Opportunity in Today’s Market
In the third quarter of the year, the S&P/TSX was down 0.5 percent while the S&P500 gained 6 percent in Canadian dollars. Since the end of the quarter, we have seen a sharp drop in global markets and as value managers we see this as an opportunity.
The US economy is in good shape and that trend is set to continue for quite a while.
“Economic activity has been rising at a strong rate, unemployment is low, the number of people working is rising steadily, and wages are up. Inflation is low and stable. All of these are very good signs,” said Jay Powell, Chairman of the Board of Governors of the Federal Reserve Board.
Consistent with this view, the US Federal Open Market Committee boosted its target range for short-term Treasury Bills to 2 to 2.25 percent, the eighth rate rise of the current cycle, and stated that monetary policy was no longer “accommodative”, maintaining artificially low interest rates in order to stimulate economic growth.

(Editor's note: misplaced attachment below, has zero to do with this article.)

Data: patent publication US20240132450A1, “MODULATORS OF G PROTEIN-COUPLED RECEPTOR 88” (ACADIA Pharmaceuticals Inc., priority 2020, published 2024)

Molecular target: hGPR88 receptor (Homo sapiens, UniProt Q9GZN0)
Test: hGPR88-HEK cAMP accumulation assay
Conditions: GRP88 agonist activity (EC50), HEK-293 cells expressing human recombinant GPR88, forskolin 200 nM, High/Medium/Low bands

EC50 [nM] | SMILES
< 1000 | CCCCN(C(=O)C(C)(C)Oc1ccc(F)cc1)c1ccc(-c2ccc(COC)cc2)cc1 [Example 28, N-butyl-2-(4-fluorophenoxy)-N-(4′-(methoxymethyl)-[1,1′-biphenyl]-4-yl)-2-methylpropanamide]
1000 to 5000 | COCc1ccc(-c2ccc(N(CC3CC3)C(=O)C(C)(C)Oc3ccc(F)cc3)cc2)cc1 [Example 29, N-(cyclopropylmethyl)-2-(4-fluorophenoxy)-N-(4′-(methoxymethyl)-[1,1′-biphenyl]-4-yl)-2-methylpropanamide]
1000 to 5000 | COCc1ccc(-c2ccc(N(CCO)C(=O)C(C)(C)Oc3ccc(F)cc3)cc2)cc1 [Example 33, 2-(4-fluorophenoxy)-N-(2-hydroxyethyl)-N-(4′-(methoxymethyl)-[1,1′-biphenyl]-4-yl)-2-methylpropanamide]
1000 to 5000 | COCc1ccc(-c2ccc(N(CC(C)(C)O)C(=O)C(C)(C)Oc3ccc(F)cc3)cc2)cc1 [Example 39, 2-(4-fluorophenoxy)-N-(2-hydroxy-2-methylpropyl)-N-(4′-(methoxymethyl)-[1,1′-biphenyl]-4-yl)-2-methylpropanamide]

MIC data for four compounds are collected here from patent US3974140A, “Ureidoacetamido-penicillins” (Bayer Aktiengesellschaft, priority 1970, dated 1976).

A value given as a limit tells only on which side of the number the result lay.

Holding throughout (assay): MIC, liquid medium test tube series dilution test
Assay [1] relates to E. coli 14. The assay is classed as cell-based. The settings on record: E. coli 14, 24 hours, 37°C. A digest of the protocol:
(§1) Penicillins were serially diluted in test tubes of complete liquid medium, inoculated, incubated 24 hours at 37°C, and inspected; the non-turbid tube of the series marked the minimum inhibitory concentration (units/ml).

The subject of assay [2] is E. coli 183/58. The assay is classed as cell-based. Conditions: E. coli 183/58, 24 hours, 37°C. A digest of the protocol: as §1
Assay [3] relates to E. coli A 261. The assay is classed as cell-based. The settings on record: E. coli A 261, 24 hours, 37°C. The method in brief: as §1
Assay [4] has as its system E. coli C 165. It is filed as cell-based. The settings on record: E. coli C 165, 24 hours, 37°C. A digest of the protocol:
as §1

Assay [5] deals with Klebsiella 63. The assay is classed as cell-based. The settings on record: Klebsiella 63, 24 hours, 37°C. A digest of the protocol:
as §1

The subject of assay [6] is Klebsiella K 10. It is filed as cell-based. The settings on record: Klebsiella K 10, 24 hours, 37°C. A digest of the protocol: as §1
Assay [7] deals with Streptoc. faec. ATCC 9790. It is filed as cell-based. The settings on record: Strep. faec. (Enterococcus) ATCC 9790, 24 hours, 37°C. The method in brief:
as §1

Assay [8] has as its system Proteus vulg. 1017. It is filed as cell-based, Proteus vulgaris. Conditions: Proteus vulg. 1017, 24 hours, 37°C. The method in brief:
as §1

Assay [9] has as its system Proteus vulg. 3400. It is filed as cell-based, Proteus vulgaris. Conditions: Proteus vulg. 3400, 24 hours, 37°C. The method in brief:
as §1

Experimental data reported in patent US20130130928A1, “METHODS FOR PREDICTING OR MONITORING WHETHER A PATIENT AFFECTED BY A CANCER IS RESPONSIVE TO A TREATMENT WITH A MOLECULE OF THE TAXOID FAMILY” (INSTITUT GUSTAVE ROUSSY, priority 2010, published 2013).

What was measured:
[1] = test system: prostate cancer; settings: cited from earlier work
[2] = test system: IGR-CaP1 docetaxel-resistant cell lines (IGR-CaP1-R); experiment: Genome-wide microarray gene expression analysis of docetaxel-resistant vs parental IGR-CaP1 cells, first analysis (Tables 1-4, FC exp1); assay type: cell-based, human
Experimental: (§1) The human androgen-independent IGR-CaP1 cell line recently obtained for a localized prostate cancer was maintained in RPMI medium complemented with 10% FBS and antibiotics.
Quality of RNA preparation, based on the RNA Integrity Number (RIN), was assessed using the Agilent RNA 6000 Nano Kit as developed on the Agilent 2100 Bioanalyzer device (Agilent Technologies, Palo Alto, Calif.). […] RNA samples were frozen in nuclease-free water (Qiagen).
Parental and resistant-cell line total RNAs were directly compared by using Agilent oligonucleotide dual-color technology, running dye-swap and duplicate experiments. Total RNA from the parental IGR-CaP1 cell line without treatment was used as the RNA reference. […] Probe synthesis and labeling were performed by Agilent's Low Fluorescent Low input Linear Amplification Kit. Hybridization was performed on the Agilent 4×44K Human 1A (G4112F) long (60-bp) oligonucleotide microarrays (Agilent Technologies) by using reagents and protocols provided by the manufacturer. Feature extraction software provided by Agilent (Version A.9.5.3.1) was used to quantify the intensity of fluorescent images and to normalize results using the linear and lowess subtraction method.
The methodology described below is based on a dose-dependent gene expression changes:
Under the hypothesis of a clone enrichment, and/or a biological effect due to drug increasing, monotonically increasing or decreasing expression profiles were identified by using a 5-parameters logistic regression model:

Median forecasts by the Fed’s policymakers point to one or more interest rate rises this year, followed by three increases in 2019 and another in 2020. The Fed expects that rates will plateau at 3 to 4 percent in 2020 or 2021. So, interest rates are going to continue to go up. But keep in mind, forecasts, even by the Fed, are highly uncertain. We will have to see how events unfold.